Saturday, March 14, 2015

52 Ancestors No. 11 Hess & Annal : Feather Renovators (1906)

This is the tenth of 52 blog posts for the 2015 edition of the 52 Ancestors challenge. I have been blogging my family history for the #52Ancestors challenge since it began in 2014.

#52Ancestors asks bloggers to "have one blog post each week devoted to a specific ancestor. It could be a story, a biography, a photograph, an outline of a research problem — anything that focuses on one ancestor.

This week's blog post is about a wonderful 1906 photograph that was sent to me recently by family historian, genealogist Vicky Hess with whom I share ancestors in our Hess-Annal-Coughlin family tree.

Hess & Annal Feather Renovator
Joe Hess (pictured in the derby hat) with James Hess and other unidentified men
Source: Vicky Hess family archive photos
Vicky also sent me the following news clipping text from the Wallaceburg News (1906):

It was difficult to locate information online about the occupation of Feather Renovators.

On the need for feathers to be renovated, I found this 1872 advice from Alexander E. Youman to housewives on the daily care of their feather beds:

Source: A Dictionary of Wants 1872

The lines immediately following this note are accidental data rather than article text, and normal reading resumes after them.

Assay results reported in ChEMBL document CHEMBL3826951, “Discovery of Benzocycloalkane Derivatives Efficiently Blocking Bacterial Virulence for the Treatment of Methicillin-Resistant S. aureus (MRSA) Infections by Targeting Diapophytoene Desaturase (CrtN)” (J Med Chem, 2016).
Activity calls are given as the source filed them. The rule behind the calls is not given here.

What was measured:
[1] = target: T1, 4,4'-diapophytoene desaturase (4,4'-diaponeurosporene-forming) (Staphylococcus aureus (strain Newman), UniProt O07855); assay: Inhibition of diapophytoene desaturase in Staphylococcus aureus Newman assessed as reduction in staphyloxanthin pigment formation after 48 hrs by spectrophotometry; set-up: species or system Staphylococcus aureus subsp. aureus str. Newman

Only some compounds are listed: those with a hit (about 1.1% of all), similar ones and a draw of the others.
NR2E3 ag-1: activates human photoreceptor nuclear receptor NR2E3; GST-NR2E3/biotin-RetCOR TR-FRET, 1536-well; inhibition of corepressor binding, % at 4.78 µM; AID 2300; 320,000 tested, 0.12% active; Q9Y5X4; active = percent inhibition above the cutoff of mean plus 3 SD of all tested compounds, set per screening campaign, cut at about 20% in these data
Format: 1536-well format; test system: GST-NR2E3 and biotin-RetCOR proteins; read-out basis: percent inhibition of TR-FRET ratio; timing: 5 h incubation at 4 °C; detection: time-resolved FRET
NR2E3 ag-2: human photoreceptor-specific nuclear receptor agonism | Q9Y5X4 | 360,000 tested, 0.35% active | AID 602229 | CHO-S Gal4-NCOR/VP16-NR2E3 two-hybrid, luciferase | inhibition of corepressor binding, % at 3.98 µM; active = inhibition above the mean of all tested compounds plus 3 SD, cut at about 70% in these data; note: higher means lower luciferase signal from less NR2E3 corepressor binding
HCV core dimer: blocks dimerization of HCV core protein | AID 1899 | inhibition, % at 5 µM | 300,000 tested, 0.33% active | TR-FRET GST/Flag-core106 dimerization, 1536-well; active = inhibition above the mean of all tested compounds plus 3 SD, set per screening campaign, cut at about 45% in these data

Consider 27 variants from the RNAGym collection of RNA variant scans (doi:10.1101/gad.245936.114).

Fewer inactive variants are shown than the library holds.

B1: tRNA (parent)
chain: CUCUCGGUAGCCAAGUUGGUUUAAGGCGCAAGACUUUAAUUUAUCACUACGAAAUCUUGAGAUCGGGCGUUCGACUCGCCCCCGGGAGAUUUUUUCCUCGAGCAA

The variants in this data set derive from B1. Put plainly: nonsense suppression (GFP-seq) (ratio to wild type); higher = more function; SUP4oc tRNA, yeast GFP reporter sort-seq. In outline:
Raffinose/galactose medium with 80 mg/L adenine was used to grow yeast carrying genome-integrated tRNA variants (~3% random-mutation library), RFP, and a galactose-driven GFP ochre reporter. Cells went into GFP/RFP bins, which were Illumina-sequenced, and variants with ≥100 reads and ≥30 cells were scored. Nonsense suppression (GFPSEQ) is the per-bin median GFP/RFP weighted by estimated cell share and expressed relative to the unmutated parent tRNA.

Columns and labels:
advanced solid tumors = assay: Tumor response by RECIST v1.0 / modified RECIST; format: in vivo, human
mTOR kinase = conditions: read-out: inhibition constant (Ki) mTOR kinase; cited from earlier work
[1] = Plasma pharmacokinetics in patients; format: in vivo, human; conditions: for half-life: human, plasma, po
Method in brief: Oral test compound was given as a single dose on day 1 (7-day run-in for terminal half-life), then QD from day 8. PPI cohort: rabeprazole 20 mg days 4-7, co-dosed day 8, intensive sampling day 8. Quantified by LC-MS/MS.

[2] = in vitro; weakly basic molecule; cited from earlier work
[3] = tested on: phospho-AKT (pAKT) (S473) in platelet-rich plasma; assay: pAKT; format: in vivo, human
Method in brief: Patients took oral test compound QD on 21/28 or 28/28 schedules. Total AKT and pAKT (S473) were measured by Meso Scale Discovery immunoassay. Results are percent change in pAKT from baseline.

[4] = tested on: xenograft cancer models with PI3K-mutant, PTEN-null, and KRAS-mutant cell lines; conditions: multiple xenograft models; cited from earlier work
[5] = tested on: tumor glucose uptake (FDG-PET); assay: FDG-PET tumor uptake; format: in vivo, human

(Free eBook)
If feather beds had not been cared for on a daily basis (as suggested above), The Southern Cultivator and Dixie Farmer (1887) advised "lady readers" to "put them on the grass where rain pours heavily, and let them become thoroughly wetted.":
The Southern Cultivator and Dixie Farmer (1887)
(Free eBook)
Thankfully, at the turn of the last century, there were many patents submitted and granted for inventions of new and improved mechanical "feather-renovator" devices to do this work instead of the methods described above.

It is wonderful to know that our Annal-Hess ancestors provided this valuable service to the residents of Kent county Ontario in the early 1900s.

I am grateful to Vicky Hess for passing on this wonderful photograph that I had never seen before and sharing facts about our ancestors that I would have never known.

Wallaceburg Links
Feather Renovator Links


  1. I was so surprised to see this occupation, Cindi! Who knew? What a wonderful photograph to go along with the knowledge that your ancestor was in this business. :)

  2. I was quite surprised as well Lisa. I just love the photo!

  3. I recently obtained a birth certificate record for my grandfather from the 1800's. I noted on the form that his father, my great grandfather was a "Feather Renovator". I of course had never heard of such an occupation and the ladies at the local Historical Society and DAR had not either. How exciting to find your post, mystery solved. Thank you for your informative post.

    1. I am so glad that you enjoyed this post and thanks for leaving a comment.